The 40 book Challenge discussion

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2015 Reads > Maria's List

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message 1: by Maria (new)

Maria Jernigan (mariajernigan) | 85 comments Mod
Reflections on completed books:


message 2: by Maria (new)

Maria Jernigan (mariajernigan) | 85 comments Mod
So, it begins

Book One arrived today!


message 3: by Kendra (new)

Kendra | 3 comments Mod
Which book did you order?


message 4: by Maria (new)

Maria Jernigan (mariajernigan) | 85 comments Mod
I am currently on page 180 of The Mime Order. As a continuation of The Bone Season, the book examines the aftermath of the revolution and Paige's attempt to rectify her conflicted sense of responsibility to Jaxon and her newly found desire to lead. The author plans a seven-book series.


message 5: by Maria (new)

Maria Jernigan (mariajernigan) | 85 comments Mod
I just finished The Enchanted. The story begins in an ancient prison on death row where several narrators illuminate the tales of past and present, heartache and longing. The primary narrator breathes magical realism into his tale as the golden horses run and move underneath the prison floors.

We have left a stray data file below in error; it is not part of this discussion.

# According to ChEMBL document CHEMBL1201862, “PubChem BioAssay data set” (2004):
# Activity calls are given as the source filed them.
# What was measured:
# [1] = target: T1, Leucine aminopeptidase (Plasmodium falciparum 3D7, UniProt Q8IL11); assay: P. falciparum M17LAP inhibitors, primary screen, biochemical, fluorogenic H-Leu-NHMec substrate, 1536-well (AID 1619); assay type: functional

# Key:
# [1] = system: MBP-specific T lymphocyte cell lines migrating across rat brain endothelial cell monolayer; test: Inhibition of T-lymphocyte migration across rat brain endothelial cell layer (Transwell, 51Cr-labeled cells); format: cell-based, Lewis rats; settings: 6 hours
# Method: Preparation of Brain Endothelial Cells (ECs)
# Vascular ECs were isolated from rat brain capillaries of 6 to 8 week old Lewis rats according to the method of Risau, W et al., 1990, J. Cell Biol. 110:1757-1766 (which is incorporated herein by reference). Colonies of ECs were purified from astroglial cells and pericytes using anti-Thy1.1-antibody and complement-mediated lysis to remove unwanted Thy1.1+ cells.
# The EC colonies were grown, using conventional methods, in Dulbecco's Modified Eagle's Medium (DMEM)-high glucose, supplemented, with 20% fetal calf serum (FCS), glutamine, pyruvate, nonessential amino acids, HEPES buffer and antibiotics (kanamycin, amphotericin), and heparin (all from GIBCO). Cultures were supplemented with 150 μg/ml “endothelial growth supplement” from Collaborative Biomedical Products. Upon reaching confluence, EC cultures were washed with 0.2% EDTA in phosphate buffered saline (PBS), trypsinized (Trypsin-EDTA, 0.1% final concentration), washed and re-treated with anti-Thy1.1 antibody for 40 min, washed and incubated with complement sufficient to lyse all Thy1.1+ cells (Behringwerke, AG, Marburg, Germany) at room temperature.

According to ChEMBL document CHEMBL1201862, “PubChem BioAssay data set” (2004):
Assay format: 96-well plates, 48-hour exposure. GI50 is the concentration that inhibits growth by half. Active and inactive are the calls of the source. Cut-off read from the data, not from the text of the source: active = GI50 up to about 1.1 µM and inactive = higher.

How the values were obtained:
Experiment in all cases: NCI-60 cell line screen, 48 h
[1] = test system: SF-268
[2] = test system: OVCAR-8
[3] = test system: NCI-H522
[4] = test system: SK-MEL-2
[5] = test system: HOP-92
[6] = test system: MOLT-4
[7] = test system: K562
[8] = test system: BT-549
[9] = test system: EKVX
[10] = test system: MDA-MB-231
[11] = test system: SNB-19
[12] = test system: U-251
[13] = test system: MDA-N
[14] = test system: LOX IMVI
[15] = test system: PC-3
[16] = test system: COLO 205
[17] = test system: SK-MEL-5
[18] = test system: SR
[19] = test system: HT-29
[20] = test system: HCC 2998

Denfeld crafts beautiful scenes, haunting meadows, and painful memories throughout the story - weaving her voices through a threaded cosmos that connects all men to their shameful deeds and longing for escape. Her magic lies in her words and the imagery she conjures of land, sky, and memory. Each character bears wounds; each voice echoes hollow and empty amid the brokenness of the prison.

While the stories of the past cast shadows on the present, Denfeld is a skilled teller - she filters some of the verses and exposes you to others. This book along with On the Jellicoe Road are my two favorite books of the year.

A powerful, haunting, and memorable read.


message 6: by Maria (new)

Maria Jernigan (mariajernigan) | 85 comments Mod
I just started The Nightingale, and it opens with a frame device and an interesting perspective:

" If I have learned anything in this life of mine, it is this: In love we find out who we want to be; in war we find out who we are [...] We understand the value of forgetting, the lure of reinvention"


message 7: by Maria (new)

Maria Jernigan (mariajernigan) | 85 comments Mod
I just finished The Mime Order, and "Oh, my lovely," it was a charming tale of revolution. I liked this book better than the first one, The Bone Season.


message 8: by Maria (last edited Feb 10, 2015 09:09AM) (new)

Maria Jernigan (mariajernigan) | 85 comments Mod
I shared my 40 book challenge list with my students, and they are already adding to my titles.
Check it out


message 9: by Maria (last edited Feb 17, 2015 08:17AM) (new)

Maria Jernigan (mariajernigan) | 85 comments Mod
The Night Circus

Book Trailer

Although I read the book when it arrived in 2011, I just reread it to revisit the enchanting tale - to experience the woven narrative with its intricate patterns - to recall the beautiful tapestry of words Morgenstern uses to unite the multiple strands of perspective and story.